The use of human pluripotent cell progeny for cardiac disease modeling, drug testing and therapeutics requires the ability to efficiently induce pluripotent cells into the cardiomyogenic lineage. Although direct activation of the Activin-A and/or Bmp pathways with growth factors yields context-dependent success, recent studies have shown that induction of Wnt signaling using low molecular weight molecules such as CHIR, which in turn induces the Activin-A and Bmp pathways, is widely effective. To further enhance the reproducibility of CHIR-induced cardiomyogenesis, and to ultimately promote myocyte maturation, we are using exogenous growth factors to optimize cardiomyogenic signaling downstream of CHIR induction. As indicated by RNA-seq, induction with CHIR during Day 1 (Days 0–1) was followed by immediate expression of Nodal ligands and receptors, followed later by Bmp ligands and receptors. Co-induction with CHIR and high levels of the Nodal mimetic Activin-A (50–100 ng/ml) during Day 0–1 efficiently induced definitive endoderm, whereas CHIR supplemented with Activin-A at low levels (10 ng/ml) consistently improved cardiomyogenic efficiency, even when CHIR alone was ineffective. Moreover, co-induction using CHIR and low levels of Activin-A apparently increased the rate of cardiomyogenesis, as indicated by the initial appearance of rhythmically beating cells by Day 6 instead of Day 8. By contrast, co-induction with CHIR plus low levels (3–10 ng/ml) of Bmp4 during Day 0–1 consistently and strongly inhibited cardiomyogenesis. These findings, which demonstrate that cardiomyogenic efficacy is improved by optimizing levels of CHIR-induced growth factors when applied in accord with their sequence of endogenous expression, are consistent with the idea that Nodal (Activin-A) levels toggle the entry of cells into the endodermal or mesodermal lineages, while Bmp levels regulate subsequent allocation into mesodermal cell types.
Citation: Kim M-S, Horst A, Blinka S, Stamm K, Mahnke D, Schuman J, et al. (2015) Activin-A and Bmp4 Levels Modulate Cell Type Specification during CHIR-Induced Cardiomyogenesis. PLoS ONE 10(2): e0118670. https://doi.org/10.1371/journal.pone.0118670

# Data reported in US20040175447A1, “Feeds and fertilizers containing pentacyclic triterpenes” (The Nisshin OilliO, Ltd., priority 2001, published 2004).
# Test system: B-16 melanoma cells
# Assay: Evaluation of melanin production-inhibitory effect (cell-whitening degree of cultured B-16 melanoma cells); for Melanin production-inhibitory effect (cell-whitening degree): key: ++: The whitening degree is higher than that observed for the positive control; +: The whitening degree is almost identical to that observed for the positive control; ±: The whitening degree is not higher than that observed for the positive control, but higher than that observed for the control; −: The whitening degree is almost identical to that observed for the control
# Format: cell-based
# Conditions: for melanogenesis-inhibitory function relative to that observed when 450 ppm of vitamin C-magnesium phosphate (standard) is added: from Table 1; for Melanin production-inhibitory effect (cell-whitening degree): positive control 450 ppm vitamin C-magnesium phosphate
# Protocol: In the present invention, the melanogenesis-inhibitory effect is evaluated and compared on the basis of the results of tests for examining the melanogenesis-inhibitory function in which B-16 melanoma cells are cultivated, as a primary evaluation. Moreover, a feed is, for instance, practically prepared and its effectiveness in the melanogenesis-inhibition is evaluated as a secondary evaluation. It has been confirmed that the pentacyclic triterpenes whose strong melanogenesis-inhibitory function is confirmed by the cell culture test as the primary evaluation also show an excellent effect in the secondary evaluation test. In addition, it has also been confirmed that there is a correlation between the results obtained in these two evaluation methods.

Academic Editor: Masaru Katoh, National Cancer Center, JAPAN
Received: September 5, 2014; Accepted: January 22, 2015; Published: February 23, 2015
Copyright: © 2015 Kim et al. This is an open access article distributed under the terms of the Creative Commons Attribution License, which permits unrestricted use, distribution, and reproduction in any medium, provided the original author and source are credited
Data Availability: All relevant data are within the paper and its Supporting Information files. The RNAseq database is deposited in the NIH Short Read Archive with accession number SRP048993.
Funding: This study was supported by National Institutes of Health Heart Lung and Blood Institute Grant #089471 (JWL), Wolfe Family Foundation (ATM). The funders had no role in study design, data collection and analysis, decision to publish, or preparation of the manuscript.
Competing interests: The authors have declared that no competing interests exist.
In order to utilize human pluripotent-derived cells for cardiac disease modeling, drug testing and therapeutics, protocols are required that reproducibly and efficiently induce cardiomyogenesis, ultimately resulting in homogeneous populations of differentiated cardiomyocytes. Fulfillment of this outcome requires the efficient induction of mesoderm, followed by segregation of cells into the cardiovascular and ultimately cardiomyogenic lineages, beginning at the earliest stages of pluripotent cell induction. Whereas protocols utilizing direct growth factor application have yielded context-dependent success , the use of small molecular weight (MW) organic molecules to modulate Wnt signaling, based on its regulation of early embryonic development [2–4] and cardiomyogenesis in mouse [4,5] and human  embryonic stem cells (ESCs), was recently shown to induce cardiomyogenesis in various pluripotent cell-lines maintained in monolayer format [7,8]. In the latter protocol, pluripotent cells are sequentially treated with CHIR and IWP, in the absence of exogenous growth factors, to induce then subsequently inhibit Wnt signaling; alternative small MW modulators of Wnt signaling are also effective . Most recently, this approach has been improved via the design of minimal chemically-defined media . Despite these remarkable advances, protocol adjustments that improve the reproducibility, rate and maturation of cardiomyogenesis induced by small MW modulators such as CHIR are warranted.